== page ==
Is there sound without someone to hear it? Tim McKamey
As healing musicians we are of course interested in finding appropriate tunes and tempos. But on a much more fundamental level we need first to be aware of the enormous amount of processing that is going on in a person’s brain even when listening to the most basic sounds. Only when we begin to appreciate how the brain perceives the simplest of sounds can we begin to really get a handle on how a patient will respond to more complex music.
In Daniel J. Levitin’s book This is Your Brain On Music, we see early on that pitch, for example, is a psychological phenomenon, it happens in the brain, it’s what our brain does with the vibration or frequency of sound waves that enter the ear and sends signals up to our own internal auditory processors. This is an important distinction to make when exploring music and the mind. The patterns of vibration that travel through the air really do exist “out there” in the world. But as those vibrations enter our ear and trigger the auditory mechanism that transmits those signals to the brain, the actual sound we hear and identify as ‘pitch’ for example, that cognitive act of perception, takes place inside our brain. As listeners we are actively involved in the co-creation of what we hear in a very basic and fundamental way right along with the person playing the music.
We are reminded of the philosophical thought-experiment; “If a tree falls in the forest and there is no one around to hear it, is there a sound?” While this is an interesting line of conjecture for contemplating knowledge of the unobserved world, in the strict sense of ‘sound’ Levitin would agree, ‘sound’ only happens when our brain actually processes the vibrations. However, if those vibrations had not existed in the first place outside “in the world”, in this case from the falling tree, then sound would never have had an opportunity to happen in our brain. So the vibrations exist without our necessarily being aware of them, but sound occurs through sensory awareness.
One can see after reading Lynne McTaggart’s The Field, how this is an important thing to bear in mind. If, as many have stated, the universe is a manifestation of interweaving patterns of energy, then we are surrounded, even permeated with vibrations all the time. What we are able to hear as sound, or see as color, is limited by the mechanics of our sensory apparatus, or in some cases, how we use it, our ability to focus and other factors.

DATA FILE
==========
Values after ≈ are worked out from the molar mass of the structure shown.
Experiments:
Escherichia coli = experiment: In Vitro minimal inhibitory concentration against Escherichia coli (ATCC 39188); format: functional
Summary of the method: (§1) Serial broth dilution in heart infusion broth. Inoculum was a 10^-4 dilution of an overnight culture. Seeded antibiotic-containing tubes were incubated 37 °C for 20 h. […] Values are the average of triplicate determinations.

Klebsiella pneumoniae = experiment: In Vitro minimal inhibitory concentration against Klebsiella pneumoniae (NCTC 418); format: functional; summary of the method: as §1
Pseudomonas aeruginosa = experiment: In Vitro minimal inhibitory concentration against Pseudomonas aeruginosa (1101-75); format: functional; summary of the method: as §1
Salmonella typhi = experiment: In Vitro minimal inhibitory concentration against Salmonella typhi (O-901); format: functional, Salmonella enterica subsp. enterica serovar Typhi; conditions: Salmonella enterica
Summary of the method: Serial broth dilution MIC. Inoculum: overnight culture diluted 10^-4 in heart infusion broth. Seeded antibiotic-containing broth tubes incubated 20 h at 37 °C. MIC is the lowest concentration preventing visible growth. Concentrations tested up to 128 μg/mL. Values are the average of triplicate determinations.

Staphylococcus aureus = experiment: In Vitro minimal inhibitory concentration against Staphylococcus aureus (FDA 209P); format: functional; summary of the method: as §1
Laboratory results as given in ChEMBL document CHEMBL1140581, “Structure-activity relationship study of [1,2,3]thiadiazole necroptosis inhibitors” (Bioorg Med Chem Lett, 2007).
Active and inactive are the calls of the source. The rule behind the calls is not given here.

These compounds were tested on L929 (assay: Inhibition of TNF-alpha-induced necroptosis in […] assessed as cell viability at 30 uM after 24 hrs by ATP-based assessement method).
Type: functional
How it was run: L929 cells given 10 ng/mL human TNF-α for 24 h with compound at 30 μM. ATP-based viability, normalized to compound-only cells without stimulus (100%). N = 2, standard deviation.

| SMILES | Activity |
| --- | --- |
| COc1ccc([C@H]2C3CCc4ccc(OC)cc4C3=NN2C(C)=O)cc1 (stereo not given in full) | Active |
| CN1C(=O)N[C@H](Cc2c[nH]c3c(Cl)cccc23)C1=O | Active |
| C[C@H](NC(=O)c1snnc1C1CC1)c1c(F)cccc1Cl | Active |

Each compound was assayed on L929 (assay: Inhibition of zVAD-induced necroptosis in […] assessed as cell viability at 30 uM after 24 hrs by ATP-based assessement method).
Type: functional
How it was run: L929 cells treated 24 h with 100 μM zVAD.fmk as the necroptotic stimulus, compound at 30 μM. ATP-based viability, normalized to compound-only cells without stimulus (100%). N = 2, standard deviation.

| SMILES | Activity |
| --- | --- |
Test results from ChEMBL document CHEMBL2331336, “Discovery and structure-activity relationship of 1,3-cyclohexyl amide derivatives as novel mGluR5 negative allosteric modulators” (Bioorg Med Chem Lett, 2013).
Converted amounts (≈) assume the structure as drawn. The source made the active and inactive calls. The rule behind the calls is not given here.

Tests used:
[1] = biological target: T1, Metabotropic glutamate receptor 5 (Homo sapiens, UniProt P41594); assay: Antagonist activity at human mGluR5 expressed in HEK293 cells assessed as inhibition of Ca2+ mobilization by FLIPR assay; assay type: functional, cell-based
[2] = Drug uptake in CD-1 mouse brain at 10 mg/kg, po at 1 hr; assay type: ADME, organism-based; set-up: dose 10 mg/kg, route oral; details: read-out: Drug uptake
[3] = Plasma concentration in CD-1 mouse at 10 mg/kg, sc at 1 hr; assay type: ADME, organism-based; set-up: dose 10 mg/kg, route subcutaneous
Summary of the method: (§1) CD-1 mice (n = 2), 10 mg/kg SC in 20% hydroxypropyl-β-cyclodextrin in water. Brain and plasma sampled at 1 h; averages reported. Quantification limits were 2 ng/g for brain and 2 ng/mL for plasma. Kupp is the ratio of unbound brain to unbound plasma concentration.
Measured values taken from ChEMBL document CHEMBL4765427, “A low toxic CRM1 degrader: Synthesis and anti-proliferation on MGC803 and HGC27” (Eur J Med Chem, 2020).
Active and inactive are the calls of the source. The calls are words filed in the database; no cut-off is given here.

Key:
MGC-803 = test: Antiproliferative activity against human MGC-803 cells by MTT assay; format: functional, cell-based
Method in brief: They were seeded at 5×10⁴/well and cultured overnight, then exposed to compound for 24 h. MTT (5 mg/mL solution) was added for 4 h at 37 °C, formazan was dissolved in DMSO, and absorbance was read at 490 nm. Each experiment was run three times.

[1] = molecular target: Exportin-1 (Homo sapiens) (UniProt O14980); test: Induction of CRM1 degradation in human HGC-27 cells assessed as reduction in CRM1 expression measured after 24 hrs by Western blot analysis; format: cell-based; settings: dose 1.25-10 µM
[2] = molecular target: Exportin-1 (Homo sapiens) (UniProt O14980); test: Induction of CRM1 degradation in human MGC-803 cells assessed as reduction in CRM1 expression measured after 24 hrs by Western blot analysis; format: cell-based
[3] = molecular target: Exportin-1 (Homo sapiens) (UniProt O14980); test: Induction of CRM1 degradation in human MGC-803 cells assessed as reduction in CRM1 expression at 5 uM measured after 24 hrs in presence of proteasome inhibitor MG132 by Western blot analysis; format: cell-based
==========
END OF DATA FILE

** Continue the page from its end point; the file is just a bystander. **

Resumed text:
Humans are tuned to hear vibrations that occur between 20 and 20,000 Hz but sound occurs anywhere from just above 0 cycles per second up to 100,000 cycles per second or more. The lowest note on a standard piano vibrates at a frequency of 27.5 Hz. Interestingly, Levitin describes how it is at about this same frequency that a series of still pictures when presented in rapid succession will meld into the fluid motion of animation and we no longer perceive them as separate pictures. So when we hear tones much below this frequency it becomes difficult to perceive the pitch.
The point is that there is on the one hand the physics of sound and music that occurs “out in the world”, and on the other hand there is the processing of those phenomena through the senses which takes place in our brains. Even if we were to only consider the sounds that occur in nature like the rustling of the wind in the trees or thunder, or the pitter-patter of falling rain, all these things generate vibrations in molecules of air which our ears perceive and our brains then render into the actual sounds we hear.
If an acorn drops from a tree into a pond, the rippling concentric circles on the surface of the water will be there whether or not anyone is there to see it. So it is with the sound of the falling tree. Ripples of sound waves will move through the air whether or not anyone is listening. But those vibrations only become sound when we hear them.
We see then what a complex and interactive subjective experience music is. As objective as musical notes on a page may appear to be, they are merely rough sketches of what the composer had in their mind. Then the musician’s mind becomes involved to interpret the sketch into a an actual musical performance and finally, a listener must be present, even if it is only the musician themselves, to hear the actual sounds and to actually experience those notes as music.
This synergy involving music from inception to perception is an example of the maxim attributed to Aristotle “The whole is greater than the sum of its parts.” The idea of synergy appears frequently as ’emergence’, or the complex emergent qualities of multiplicity that arise out of relatively simple interactions. This is an important aspect for the healing music practitioner to bear in mind, remembering that in Old Saxon, Proto-Germanic and Old Norse, the words ‘heal’ and ‘whole’ stem from a common root.
For more insights and reflections on Levitin’s book This Is Your Brain On Music, see Elements of Music and Restoration of the Missing Fundamental.
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